Recently, the United States Postal Service (USPS) published a notice on the correct way to mail cannabidiol (CBD) oil and CBD products. This wasn’t a forward-thinking measure, but rather the result of six months of bureaucratic soul-searching following a federal court ruling to allow such shipments.
It also shouldn’t have been necessary. The 2014 Farm Bill gave clear guidance on the issue of CBD crossing state lines. But seizures of hemp and hemp products have continued in the years since, despite the federal government’s efforts to set up a regulatory system that would protect manufacturers and transport companies.
Before the 2014 Farm Bill, mailing CBD (along with its production, transfer, and possession) was federally illegal. That was why the 2014 legislation created an exception to the Controlled Substances Act for “industrial hemp” — cannabis plants with a concentration of less than 0.3 percent delta-9 THC, grown in compliance with pilot programs also designed by the Farm Bill.
In 2016 and every year thereafter, Congress approved funding riders to the Consolidated Appropriations Act that protected the shipment of industrial hemp. These riders specifically prohibited the federal government from using any funds “to prohibit the transportation, processing, sale or use of industrial hemp that is grown or cultivated in accordance with the [Farm Bill], within or outside the State in which the industrial hemp is grown or cultivated.”
Together with the Farm Bill’s protections, this seemed to lay a clear path for the shipment of CBD grown in accordance with the Farm Bill’s definition.
But by 2016 the Drug Enforcement Agency (DEA) was arriving at its own conclusions about CBD, causing confusion both for federal agencies like the Postal Service and the cannabis industry at large. In December of that year, the DEA published a rule called the Establishment of a New Drug Code for Marijuana Extract, which categorized CBD extract —regardless of whether it was derived from hemp or not — as a Schedule I drug under the Controlled Substances Act. The DEA claimed that its ruling also applied to Farm Bill-compliant CBD, and the USPS relied upon this ruling to justify their seizure of CBD products.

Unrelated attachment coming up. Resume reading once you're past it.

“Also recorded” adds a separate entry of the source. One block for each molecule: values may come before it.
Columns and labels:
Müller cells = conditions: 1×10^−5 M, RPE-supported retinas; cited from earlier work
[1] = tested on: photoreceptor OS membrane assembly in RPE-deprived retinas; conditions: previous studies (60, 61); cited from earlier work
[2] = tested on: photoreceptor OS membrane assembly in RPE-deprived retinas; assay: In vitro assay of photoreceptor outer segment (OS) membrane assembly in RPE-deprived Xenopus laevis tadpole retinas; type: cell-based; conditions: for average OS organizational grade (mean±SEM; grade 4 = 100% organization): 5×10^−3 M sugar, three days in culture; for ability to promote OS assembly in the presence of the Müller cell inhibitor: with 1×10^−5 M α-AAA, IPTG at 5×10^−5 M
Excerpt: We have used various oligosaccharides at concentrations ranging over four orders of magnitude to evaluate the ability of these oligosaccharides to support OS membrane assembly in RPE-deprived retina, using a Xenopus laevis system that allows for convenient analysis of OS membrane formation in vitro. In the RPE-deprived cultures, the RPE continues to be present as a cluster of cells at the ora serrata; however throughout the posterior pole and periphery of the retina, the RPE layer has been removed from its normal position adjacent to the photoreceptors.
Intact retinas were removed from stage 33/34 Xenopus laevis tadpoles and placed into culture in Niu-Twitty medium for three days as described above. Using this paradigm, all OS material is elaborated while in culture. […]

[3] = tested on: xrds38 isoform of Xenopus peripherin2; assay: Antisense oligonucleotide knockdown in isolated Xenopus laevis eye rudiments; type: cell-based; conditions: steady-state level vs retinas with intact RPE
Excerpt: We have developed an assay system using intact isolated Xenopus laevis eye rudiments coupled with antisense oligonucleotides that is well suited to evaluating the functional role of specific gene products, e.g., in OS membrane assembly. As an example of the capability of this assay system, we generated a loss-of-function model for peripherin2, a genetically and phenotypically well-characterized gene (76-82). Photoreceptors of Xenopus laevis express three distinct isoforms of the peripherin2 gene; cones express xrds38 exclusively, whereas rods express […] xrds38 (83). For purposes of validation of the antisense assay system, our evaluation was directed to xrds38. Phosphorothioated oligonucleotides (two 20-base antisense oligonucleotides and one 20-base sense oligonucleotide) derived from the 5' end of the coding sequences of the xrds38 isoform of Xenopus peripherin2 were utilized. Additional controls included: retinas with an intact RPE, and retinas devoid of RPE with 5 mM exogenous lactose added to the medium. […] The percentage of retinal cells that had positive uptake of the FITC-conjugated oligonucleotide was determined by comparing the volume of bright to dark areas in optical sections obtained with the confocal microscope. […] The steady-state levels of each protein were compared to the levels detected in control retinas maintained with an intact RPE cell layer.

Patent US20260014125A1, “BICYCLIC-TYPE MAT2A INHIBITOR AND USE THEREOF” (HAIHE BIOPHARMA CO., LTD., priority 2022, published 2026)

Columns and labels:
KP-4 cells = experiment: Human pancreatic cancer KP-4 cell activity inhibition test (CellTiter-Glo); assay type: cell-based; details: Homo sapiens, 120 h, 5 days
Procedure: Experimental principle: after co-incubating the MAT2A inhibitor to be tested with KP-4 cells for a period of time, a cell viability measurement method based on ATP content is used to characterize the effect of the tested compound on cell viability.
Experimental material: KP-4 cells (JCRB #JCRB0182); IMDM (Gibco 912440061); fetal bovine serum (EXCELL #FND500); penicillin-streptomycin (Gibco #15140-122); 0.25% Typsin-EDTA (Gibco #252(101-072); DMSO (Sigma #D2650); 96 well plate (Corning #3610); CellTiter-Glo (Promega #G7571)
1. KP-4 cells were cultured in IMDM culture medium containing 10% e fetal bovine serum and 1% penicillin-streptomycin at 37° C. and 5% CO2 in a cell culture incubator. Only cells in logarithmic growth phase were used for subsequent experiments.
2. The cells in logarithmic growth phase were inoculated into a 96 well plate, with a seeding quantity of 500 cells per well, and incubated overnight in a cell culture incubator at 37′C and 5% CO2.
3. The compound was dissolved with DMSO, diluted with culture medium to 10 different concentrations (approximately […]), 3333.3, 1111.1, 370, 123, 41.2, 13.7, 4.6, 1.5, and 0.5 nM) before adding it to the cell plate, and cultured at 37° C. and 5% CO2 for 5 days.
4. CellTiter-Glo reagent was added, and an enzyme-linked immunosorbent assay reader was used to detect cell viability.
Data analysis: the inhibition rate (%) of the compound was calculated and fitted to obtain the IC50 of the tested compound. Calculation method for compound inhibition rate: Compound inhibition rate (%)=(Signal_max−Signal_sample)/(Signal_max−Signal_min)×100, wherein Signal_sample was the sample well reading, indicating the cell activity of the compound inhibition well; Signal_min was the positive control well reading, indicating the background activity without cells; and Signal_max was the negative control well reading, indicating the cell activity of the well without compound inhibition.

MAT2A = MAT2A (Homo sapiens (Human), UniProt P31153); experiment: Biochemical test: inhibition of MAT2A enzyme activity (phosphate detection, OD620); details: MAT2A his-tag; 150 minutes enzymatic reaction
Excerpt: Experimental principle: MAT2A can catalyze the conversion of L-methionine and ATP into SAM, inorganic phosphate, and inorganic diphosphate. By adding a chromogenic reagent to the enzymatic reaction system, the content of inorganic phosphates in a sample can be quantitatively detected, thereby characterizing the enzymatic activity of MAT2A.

But when the Hemp Industries Association challenged the DEA on this, the 9th Circuit Court — the largest court of appeals in the U.S. — ruled that the language of the 2014 Farm Bill anticipated a potential conflict with the Controlled Substances Act, and preempts it.
In the time since, 41 states have created their own conditions for making CBD oil legal, further removing obstacles around the interstate transfer of CBD.
Even though the law is clear on the matter, implementation has been tricky — without the knowledge and tools to determine whether a shipment meets the requirement of containing 0.3 percent THC or less, postal workers have routinely seized and detained CBD shipments.
The case of KAB, LLC v. UNITED STATES POSTAL SERVICE brought this standoff in front of a federal court. On September 21, 2018, Judge James G. Gilbert set a clear a clear precedent that would be applied to future cases, saying, “Congress currently permits the interstate sale, transportation and distribution of exempt industrial hemp pursuant to the most recent appropriations act. I find that exempt industrial hemp and products derived from exempt industrial hemp are mailable.”
The USPS’s March 4 advisory acknowledges that the Farm Bill is now law, although it also claims that the regulatory framework isn’t yet “fully implemented.” Once the Farm Bill’s directions are realized, USPS says, it will further “modify the mailability criteria for CBD and other cannabis products.” For the time being, legal shipments of CBD must contain a signed self-certification statement, documentation of hemp production license for the state where the shipment is mailed, and a waiver saying the shipment contains a maximum of 0.3 percent THC.
As the Kight on Cannabis law blog says, “The fact is that none of the above is actually required under the 2014 or the 2018 Farm Acts. It is legal to mail lawful hemp and CBD regardless of whether a package containing them has the documentation and information discussed above. However, the USPS appears to be creating a method for allowing more packages to be mailed which otherwise may have been seized or temporarily detained pending further inspection. For this reason, following these guidelines currently appears to be both smart and pragmatic.”
This USPS guidance seems to be an acknowledgement of the gray zone that mailing CBD still occupies. There is no guidance on mailing CBD internationally, and no guidance given for CBD companies that don’t produce CBD extract themselves, and therefore have no hemp production license.
On the Kight on Cannabis entry for the USPS guidance, many commenters are still asking variations on the question, “Can I mail CBD oil?” It seems for now that the best answer is yes — but check to make sure it’s been received.